2)  Barnes, Jonathan., ed. The Cambridge Companion to Aristotle. Cambridge: Cambridge University Press, 1995. Print.


Note: This is also an anthology.  It is not dedicated entirely to Aristotle's "Metaphysics."  Pages 66-108 are dedicated to discussing it, however.  Despite it not being entirely dedicated to Aristotle's "Metaphysics," it is still a valuable resource for conducting research.

3) Politis, Vasilis. Routledge Philosophy Guidebook to Aristotle and the Metaphysics. London: Routledge, 2004. Print.


We usually list valuable and relevant journal articles and other books at this point.  However, the Stanford Encyclopedia has already put together an extensive compilation of primary and secondary sources specifically for Aristotle's "Metaphysics."  So, we highly recommend anybody doing research on Aristotle's "Metaphysics" to go HERE (link takes you to the Stanford Encyclopedia of Philosophy SEP) to get a bird's eye view of the literature.  The sources herein, primary and secondary, are enough to get one started but the SEP should not be avoided.


Video:

1) These two videos are by Dr. Arthur F. Holmes of Wheaton College.  The lectures are good for beginners and intermediate level students.  Undergraduates and graduate students will find these useful.  They are, however, probably not best suited for those who already have a substantial background in this field.  Nonetheless, they are valuable resources for research.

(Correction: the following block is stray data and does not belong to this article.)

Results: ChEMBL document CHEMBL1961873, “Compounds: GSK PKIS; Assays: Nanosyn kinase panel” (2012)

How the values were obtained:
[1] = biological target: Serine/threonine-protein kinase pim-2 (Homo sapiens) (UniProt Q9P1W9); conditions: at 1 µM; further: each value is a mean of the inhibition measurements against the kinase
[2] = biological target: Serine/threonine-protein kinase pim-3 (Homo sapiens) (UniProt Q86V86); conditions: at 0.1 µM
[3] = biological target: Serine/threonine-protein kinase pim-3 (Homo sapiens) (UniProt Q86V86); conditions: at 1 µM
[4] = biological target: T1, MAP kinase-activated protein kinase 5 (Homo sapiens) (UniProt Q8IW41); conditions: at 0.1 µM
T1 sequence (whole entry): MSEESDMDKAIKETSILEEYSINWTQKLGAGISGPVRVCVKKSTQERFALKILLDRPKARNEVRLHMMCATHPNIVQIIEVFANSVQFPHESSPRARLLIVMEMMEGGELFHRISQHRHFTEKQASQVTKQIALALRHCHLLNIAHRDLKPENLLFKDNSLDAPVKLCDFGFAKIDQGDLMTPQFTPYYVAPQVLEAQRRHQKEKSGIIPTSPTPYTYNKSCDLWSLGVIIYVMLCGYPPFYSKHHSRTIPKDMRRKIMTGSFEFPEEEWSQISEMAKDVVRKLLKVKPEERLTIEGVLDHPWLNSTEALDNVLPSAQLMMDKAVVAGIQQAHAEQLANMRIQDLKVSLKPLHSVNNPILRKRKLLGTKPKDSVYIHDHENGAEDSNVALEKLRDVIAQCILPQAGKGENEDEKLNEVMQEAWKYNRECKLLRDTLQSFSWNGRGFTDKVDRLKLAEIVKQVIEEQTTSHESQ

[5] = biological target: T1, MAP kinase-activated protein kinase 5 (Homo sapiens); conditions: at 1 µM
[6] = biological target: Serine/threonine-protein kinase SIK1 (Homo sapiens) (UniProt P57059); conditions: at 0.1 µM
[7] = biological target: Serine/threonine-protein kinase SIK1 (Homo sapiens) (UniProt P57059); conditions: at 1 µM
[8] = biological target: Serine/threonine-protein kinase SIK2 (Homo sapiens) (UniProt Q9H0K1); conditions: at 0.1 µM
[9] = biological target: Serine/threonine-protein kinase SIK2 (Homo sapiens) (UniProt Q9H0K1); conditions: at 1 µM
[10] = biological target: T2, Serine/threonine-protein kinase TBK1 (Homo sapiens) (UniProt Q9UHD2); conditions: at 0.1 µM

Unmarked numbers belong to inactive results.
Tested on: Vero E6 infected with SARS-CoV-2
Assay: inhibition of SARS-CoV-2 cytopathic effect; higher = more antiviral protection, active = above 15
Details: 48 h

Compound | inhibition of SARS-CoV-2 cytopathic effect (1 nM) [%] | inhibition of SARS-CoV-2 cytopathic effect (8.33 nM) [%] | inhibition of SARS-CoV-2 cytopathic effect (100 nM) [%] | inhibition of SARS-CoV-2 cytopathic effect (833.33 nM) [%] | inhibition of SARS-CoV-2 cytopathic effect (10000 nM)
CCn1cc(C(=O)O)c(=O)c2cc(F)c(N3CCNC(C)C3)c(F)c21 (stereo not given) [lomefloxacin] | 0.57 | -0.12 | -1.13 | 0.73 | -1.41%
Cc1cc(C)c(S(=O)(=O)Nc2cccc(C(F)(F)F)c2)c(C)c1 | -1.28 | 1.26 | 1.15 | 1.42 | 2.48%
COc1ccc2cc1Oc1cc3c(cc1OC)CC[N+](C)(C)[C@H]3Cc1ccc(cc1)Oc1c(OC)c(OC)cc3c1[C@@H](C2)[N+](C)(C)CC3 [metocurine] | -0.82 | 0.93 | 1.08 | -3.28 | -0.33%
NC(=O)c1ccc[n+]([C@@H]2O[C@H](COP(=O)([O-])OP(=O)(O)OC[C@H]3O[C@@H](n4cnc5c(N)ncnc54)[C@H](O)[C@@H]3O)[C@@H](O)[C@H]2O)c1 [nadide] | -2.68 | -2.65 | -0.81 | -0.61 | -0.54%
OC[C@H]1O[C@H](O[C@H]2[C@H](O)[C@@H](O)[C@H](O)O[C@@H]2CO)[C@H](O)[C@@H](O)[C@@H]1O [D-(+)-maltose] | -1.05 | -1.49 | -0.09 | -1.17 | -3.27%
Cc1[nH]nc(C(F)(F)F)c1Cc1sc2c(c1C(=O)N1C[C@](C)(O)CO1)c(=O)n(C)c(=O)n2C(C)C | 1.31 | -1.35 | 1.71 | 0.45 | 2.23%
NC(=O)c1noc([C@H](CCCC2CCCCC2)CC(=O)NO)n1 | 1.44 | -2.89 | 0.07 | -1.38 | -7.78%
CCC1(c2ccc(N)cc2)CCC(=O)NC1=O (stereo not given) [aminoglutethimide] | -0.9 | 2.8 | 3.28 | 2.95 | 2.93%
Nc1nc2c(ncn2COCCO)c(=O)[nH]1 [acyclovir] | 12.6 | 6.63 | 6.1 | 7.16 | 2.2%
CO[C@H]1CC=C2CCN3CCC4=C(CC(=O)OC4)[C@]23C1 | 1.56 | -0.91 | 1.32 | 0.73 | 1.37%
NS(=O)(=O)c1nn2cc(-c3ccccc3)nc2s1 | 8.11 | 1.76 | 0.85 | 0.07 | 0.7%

2) Dr. Sadler provides an introduction to Aristotle's "Metaphysics."  This is a purely introductory lecture.  A very good lecture but focused on familiarizing beginners with "Metaphysics."



3) These two videos are also by Dr. Sadler and they are also focused on providing beginners with an introduction to Aristotle's "Metaphysics."  As a matter of fact, these two videos only cover Book 1 in the "Metaphysics."  These videos, however, are valuable for doing research.